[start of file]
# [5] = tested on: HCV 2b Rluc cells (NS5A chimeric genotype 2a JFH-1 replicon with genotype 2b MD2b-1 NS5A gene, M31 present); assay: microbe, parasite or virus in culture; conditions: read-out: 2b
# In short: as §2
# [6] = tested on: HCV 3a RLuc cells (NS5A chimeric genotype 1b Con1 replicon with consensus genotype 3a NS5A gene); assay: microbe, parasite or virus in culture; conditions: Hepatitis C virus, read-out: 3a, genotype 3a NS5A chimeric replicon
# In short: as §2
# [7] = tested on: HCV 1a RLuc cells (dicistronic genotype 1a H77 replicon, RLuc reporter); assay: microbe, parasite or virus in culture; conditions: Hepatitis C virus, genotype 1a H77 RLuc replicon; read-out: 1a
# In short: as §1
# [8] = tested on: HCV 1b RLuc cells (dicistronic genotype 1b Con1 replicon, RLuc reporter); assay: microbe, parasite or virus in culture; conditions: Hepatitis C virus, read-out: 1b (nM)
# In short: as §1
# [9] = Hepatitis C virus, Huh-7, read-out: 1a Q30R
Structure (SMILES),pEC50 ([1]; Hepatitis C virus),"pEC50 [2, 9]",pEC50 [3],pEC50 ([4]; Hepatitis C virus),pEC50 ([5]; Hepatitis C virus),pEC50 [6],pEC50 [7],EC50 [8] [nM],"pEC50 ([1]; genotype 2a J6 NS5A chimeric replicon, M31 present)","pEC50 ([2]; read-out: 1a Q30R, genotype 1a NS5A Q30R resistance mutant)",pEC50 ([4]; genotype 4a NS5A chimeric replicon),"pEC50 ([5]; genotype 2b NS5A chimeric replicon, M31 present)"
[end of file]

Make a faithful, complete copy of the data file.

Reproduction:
# [5] = tested on: HCV 2b Rluc cells (NS5A chimeric genotype 2a JFH-1 replicon with genotype 2b MD2b-1 NS5A gene, M31 present); assay: microbe, parasite or virus in culture; conditions: read-out: 2b
# In short: as §2
# [6] = tested on: HCV 3a RLuc cells (NS5A chimeric genotype 1b Con1 replicon with consensus genotype 3a NS5A gene); assay: microbe, parasite or virus in culture; conditions: Hepatitis C virus, read-out: 3a, genotype 3a NS5A chimeric replicon
# In short: as §2
# [7] = tested on: HCV 1a RLuc cells (dicistronic genotype 1a H77 replicon, RLuc reporter); assay: microbe, parasite or virus in culture; conditions: Hepatitis C virus, genotype 1a H77 RLuc replicon; read-out: 1a
# In short: as §1
# [8] = tested on: HCV 1b RLuc cells (dicistronic genotype 1b Con1 replicon, RLuc reporter); assay: microbe, parasite or virus in culture; conditions: Hepatitis C virus, read-out: 1b (nM)
# In short: as §1
# [9] = Hepatitis C virus, Huh-7, read-out: 1a Q30R
Structure (SMILES),pEC50 ([1]; Hepatitis C virus),"pEC50 [2, 9]",pEC50 [3],pEC50 ([4]; Hepatitis C virus),pEC50 ([5]; Hepatitis C virus),pEC50 [6],pEC50 [7],EC50 [8] [nM],"pEC50 ([1]; genotype 2a J6 NS5A chimeric replicon, M31 present)","pEC50 ([2]; read-out: 1a Q30R, genotype 1a NS5A Q30R resistance mutant)",pEC50 ([4]; genotype 4a NS5A chimeric replicon),"pEC50 ([5]; genotype 2b NS5A chimeric replicon, M31 present)"